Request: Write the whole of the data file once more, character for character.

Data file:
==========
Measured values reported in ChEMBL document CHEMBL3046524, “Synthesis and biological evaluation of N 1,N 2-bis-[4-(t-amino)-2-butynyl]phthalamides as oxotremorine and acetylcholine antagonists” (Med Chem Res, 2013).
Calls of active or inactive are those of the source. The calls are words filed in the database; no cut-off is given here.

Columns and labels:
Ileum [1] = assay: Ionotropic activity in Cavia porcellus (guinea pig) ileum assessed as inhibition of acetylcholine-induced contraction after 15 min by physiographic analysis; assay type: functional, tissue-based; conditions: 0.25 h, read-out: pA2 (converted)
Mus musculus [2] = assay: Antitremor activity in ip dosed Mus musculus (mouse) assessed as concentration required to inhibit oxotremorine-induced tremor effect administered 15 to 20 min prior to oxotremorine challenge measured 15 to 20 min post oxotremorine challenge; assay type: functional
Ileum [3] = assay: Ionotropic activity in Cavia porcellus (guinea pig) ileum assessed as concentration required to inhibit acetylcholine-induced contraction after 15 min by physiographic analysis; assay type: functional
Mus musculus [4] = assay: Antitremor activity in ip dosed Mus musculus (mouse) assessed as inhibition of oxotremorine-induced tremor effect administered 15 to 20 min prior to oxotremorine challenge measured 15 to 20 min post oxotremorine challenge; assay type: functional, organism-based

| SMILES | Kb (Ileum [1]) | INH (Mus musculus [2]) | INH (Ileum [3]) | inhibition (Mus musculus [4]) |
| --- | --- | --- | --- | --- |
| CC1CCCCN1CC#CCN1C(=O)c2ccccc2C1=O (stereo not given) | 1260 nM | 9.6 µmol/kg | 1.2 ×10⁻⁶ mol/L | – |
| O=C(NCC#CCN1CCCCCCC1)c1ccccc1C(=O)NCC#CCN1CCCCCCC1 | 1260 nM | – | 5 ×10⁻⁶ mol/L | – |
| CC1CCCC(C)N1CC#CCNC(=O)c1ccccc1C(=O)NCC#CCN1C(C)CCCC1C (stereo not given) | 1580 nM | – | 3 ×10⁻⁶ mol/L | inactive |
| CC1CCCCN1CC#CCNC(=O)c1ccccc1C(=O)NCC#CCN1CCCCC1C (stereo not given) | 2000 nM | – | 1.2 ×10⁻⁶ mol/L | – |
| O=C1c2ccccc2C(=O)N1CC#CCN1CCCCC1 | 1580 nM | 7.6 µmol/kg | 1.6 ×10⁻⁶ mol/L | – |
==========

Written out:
Measured values reported in ChEMBL document CHEMBL3046524, “Synthesis and biological evaluation of N 1,N 2-bis-[4-(t-amino)-2-butynyl]phthalamides as oxotremorine and acetylcholine antagonists” (Med Chem Res, 2013).
Calls of active or inactive are those of the source. The calls are words filed in the database; no cut-off is given here.

Columns and labels:
Ileum [1] = assay: Ionotropic activity in Cavia porcellus (guinea pig) ileum assessed as inhibition of acetylcholine-induced contraction after 15 min by physiographic analysis; assay type: functional, tissue-based; conditions: 0.25 h, read-out: pA2 (converted)
Mus musculus [2] = assay: Antitremor activity in ip dosed Mus musculus (mouse) assessed as concentration required to inhibit oxotremorine-induced tremor effect administered 15 to 20 min prior to oxotremorine challenge measured 15 to 20 min post oxotremorine challenge; assay type: functional
Ileum [3] = assay: Ionotropic activity in Cavia porcellus (guinea pig) ileum assessed as concentration required to inhibit acetylcholine-induced contraction after 15 min by physiographic analysis; assay type: functional
Mus musculus [4] = assay: Antitremor activity in ip dosed Mus musculus (mouse) assessed as inhibition of oxotremorine-induced tremor effect administered 15 to 20 min prior to oxotremorine challenge measured 15 to 20 min post oxotremorine challenge; assay type: functional, organism-based

| SMILES | Kb (Ileum [1]) | INH (Mus musculus [2]) | INH (Ileum [3]) | inhibition (Mus musculus [4]) |
| --- | --- | --- | --- | --- |
| CC1CCCCN1CC#CCN1C(=O)c2ccccc2C1=O (stereo not given) | 1260 nM | 9.6 µmol/kg | 1.2 ×10⁻⁶ mol/L | – |
| O=C(NCC#CCN1CCCCCCC1)c1ccccc1C(=O)NCC#CCN1CCCCCCC1 | 1260 nM | – | 5 ×10⁻⁶ mol/L | – |
| CC1CCCC(C)N1CC#CCNC(=O)c1ccccc1C(=O)NCC#CCN1C(C)CCCC1C (stereo not given) | 1580 nM | – | 3 ×10⁻⁶ mol/L | inactive |
| CC1CCCCN1CC#CCNC(=O)c1ccccc1C(=O)NCC#CCN1CCCCC1C (stereo not given) | 2000 nM | – | 1.2 ×10⁻⁶ mol/L | – |
| O=C1c2ccccc2C(=O)N1CC#CCN1CCCCC1 | 1580 nM | 7.6 µmol/kg | 1.6 ×10⁻⁶ mol/L | – |